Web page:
But the person winning the pound;80,000-a-year post will get a second go at the goal, as the targets - 85 per cent of children reaching level 4 in English and maths - remain unchanged until 2006.
Dr Tim Coulson, director of the national numeracy strategy and Stephen Anwyll, director of the national literacy strategy, are obvious candidates for the post which brings the two strategies together.
Both escape blame for the Government's failure to reach the 2002 targets of 80 per cent of 11-year-olds getting level 4 in English and 75 per cent in maths, not least because they only started in 2001.
There are fears that both strategies have run out of steam as numbers reaching level 4 hit a ceiling. It is hoped that a new top dog can reinvigorate them.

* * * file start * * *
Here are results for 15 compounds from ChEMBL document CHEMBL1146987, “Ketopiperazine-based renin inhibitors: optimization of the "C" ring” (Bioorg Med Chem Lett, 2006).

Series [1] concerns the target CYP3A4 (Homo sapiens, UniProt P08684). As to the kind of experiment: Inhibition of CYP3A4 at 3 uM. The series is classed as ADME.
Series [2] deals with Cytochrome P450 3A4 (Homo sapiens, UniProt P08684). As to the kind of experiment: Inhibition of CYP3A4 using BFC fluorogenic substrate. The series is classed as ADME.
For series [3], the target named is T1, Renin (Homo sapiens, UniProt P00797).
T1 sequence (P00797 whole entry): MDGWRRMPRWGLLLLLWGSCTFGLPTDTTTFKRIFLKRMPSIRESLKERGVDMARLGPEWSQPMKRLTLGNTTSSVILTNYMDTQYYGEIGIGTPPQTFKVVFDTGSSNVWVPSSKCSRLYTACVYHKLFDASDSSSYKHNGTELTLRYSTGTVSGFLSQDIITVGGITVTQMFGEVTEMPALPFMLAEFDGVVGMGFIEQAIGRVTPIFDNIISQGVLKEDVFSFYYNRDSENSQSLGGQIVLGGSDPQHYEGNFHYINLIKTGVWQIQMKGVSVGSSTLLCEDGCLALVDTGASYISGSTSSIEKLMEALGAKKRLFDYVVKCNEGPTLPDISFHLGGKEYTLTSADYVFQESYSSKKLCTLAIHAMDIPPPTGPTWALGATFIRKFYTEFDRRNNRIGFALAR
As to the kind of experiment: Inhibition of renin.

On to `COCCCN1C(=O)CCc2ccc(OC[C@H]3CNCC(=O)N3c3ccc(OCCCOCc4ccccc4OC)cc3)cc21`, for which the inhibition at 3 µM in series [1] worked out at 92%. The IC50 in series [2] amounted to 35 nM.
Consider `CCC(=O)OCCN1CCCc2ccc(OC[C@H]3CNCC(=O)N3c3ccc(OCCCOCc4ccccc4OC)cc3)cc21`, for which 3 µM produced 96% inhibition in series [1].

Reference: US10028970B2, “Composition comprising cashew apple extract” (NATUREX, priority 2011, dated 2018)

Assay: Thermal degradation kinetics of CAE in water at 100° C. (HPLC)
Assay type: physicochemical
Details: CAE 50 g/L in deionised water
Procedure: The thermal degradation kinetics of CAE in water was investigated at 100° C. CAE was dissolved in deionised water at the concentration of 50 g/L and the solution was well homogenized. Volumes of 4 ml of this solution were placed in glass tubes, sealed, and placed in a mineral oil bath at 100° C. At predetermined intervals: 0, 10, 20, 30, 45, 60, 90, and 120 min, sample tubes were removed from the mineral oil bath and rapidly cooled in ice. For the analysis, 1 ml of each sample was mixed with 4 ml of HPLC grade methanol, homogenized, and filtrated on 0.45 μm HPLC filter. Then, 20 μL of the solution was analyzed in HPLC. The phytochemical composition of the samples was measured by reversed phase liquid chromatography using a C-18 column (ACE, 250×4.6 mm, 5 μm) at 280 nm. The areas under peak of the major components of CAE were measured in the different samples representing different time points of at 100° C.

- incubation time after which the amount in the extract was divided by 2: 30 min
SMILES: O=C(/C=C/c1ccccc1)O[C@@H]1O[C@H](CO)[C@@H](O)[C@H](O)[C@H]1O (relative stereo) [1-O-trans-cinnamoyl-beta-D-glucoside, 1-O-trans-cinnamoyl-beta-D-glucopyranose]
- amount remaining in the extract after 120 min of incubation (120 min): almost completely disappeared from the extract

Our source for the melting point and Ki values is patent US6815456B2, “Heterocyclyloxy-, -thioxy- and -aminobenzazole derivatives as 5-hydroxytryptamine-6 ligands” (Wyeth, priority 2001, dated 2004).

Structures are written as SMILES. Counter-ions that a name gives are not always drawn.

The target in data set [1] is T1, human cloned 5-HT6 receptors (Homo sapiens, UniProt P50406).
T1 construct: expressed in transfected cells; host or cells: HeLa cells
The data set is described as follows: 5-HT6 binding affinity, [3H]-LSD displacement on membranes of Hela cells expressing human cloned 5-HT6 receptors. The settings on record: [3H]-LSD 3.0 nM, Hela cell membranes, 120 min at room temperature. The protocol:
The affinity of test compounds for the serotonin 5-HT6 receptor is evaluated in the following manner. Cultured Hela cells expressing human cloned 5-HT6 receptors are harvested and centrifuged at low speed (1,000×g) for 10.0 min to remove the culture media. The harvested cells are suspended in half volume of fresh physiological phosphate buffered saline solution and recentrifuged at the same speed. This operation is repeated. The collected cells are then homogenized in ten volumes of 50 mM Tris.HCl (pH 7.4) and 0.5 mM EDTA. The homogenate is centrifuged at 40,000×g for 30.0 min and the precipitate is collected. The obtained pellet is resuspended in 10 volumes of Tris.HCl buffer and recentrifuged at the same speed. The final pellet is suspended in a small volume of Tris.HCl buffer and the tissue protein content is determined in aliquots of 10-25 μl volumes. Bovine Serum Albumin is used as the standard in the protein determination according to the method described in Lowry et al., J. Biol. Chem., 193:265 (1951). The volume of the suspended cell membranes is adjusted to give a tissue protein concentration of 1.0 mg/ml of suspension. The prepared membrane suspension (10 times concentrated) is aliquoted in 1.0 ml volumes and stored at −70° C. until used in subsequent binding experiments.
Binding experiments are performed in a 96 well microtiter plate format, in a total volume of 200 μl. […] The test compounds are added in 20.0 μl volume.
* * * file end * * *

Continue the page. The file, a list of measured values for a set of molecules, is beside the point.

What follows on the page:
The director will be employed by the Centre for British Teachers - the non-profit-making group running the strategies - but will answer to Professor David Hopkins, director of the standards unit.
Professor David Reynolds, of Exeter University, a former member of the numeracy task force, is also a possible candidate.
The Office for Standards in Education is seen as a source of candidates, especially after its recent report on successful primary schools, although Keith Lloyd, head of its primary divison, is due to retire next summer. The key stage 3 strategy also neeeds a replacement for director Anita Straker, who is retiring.